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Adventure racing shoes (Salomon, Nike, Adidas, Montrail)

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A typical adventure race includes steep uphill climbs, river crossings, long treks off trail and miles upon miles of fast running on gravel roads and trails. As such, the footwear built for the sport must drain water quickly when submerged, protect the foot from roots and rocks, run fast when the trail opens up and offer enough comfort and support for the long haul.

Even if you never plan to do an adventure race, these shoes are worth a look. Backpackers, trail runners, peak baggers and trekkers all are candidates for this genre of multitasking footwear.

After testing footwear from several companies on four adventure races and a half dozen orienteering meets this summer, the one shoe I kept coming back to was the Salomon XA Raid 3D ($110). It has mesh outers and protective heal and toe caps. The shoes drain water fast, breathe well, run smoothly and fit comfortable and snug on my foot (though I have friends with feet that do not get along with the Salomon shape, so be sure to try them on at the store).

XA Raid 3D

One fault I will mention with the Salomon XA Raid 3D is its tongue design, which is too thick and gangly. While it’s comfortable, the tongue is so bulky that it does not lay flat on the top of the foot, forcing it to stick up and thus providing a small opening into the shoe where debris can collect.

Salomon’s XA Pro 3D ($100, www.salomonsports.com), which is similar to the XA Raid 3D but a tinge less hefty, is probably the most popular adventure racing shoe on the market. I preferred the XA Raid 3D, however, as it has more protection around the ankle, keeping me safer from sticks and thorns, deflecting more debris and offering better support.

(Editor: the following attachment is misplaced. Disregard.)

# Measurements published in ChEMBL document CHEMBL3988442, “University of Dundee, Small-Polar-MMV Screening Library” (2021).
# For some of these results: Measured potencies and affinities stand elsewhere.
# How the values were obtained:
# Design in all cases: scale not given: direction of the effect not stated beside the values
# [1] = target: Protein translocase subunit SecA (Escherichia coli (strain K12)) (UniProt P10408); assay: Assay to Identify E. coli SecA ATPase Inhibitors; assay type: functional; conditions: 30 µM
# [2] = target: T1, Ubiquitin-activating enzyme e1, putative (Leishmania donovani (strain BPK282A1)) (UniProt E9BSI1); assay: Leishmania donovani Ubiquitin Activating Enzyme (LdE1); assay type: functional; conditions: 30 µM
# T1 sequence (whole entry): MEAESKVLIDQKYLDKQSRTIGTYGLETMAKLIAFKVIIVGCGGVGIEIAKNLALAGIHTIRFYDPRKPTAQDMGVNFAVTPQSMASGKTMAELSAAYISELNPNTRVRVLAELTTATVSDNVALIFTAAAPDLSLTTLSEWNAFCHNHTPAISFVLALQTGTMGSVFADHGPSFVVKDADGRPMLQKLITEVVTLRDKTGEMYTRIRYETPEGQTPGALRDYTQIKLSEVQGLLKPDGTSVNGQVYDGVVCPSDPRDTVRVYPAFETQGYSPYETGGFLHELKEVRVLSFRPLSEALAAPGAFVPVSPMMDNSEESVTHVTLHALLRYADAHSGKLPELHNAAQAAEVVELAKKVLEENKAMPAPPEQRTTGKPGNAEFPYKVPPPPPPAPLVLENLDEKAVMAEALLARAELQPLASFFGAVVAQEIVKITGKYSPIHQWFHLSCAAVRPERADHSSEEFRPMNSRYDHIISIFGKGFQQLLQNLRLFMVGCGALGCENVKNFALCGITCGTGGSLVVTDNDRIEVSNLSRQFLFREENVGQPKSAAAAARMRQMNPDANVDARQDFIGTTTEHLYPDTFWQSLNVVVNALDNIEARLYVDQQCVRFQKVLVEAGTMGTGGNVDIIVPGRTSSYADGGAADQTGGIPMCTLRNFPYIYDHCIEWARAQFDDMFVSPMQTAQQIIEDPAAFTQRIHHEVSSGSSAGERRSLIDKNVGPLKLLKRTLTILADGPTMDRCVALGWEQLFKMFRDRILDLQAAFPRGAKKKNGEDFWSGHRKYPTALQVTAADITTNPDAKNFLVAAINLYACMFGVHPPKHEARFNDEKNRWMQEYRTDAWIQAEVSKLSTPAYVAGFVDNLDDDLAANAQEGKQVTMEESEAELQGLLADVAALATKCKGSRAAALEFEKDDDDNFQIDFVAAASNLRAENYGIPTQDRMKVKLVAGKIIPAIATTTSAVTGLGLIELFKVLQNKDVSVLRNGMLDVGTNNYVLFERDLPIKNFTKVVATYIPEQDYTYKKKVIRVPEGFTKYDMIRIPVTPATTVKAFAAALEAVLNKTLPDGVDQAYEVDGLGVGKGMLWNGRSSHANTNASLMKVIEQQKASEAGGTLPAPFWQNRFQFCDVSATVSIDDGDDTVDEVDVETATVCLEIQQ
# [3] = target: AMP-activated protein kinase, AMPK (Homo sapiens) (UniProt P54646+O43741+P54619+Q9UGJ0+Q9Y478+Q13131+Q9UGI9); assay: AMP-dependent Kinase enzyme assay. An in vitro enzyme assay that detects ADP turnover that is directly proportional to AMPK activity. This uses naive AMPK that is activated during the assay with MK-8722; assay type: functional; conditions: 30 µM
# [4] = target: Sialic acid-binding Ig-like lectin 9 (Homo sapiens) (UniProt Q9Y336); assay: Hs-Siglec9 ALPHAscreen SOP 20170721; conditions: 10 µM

XA Pro 3D

Both Salomon shoes use the company’s Kevlar Quickfit lacing system, which is a slick setup that allows you to pull on a loop and cinch the laces quickly and precisely. Though I’m a fan of the system for its fit and convenience, it has a major fault in that a broken lace or cincher out in the woods leaves you vulnerable because the thin Kevlar laces are difficult to tie. Ironically, after a couple months of hard abuse, one of the plastic lace cinchers broke on my XA Pro 3D while I was on a big hike. Salomon says this is an extremely rare problem, and, to be fair, I have never heard of it happening before my little mishap.

Second in line during my test was the Nike ACG Orizaba ($85, www.nike.com), a fast, streamlined shoe that has a sticky-rubber sole and niceties like a mid-foot support shank and an embedded forefoot plate to protect the foot. It is not as supportive as the Salomon XA Raid 3D, but it runs better and is more nimble, weighing just less than 12 ounces per shoe, which was the lightest of the tested models.

ACG Orizaba

On the down side, I did not like Nike’s lacing system. It seems like an imitation of Salmon’s system, but done worse, as there are two plastic cinchers and a lot of extra lace that needs to be tucked in after you’re fit and snug in the shoes.

The Adidas Jasten ($90, www.adidas.com) has a funky, urban-inspired design that incorporates grey mesh uppers with subtle pink highlights. It is so airy and breathable that dust and fine sand may pass through the mesh, but this permeable nature also makes it quick draining and fast drying. But during testing, this was my least favorite shoe. It felt heavy and somewhat clunky on the run, as the heel is extra bulky.


Finally, Montrail’s Highline ($93, www.montrail.com) is an excellent trail runner. For straightforward jogging and sprinting in the outdoors, these are my top picks. But for adventure racing, it lacks the multitasking attributes necessary for long, varied and horrendous race courses.


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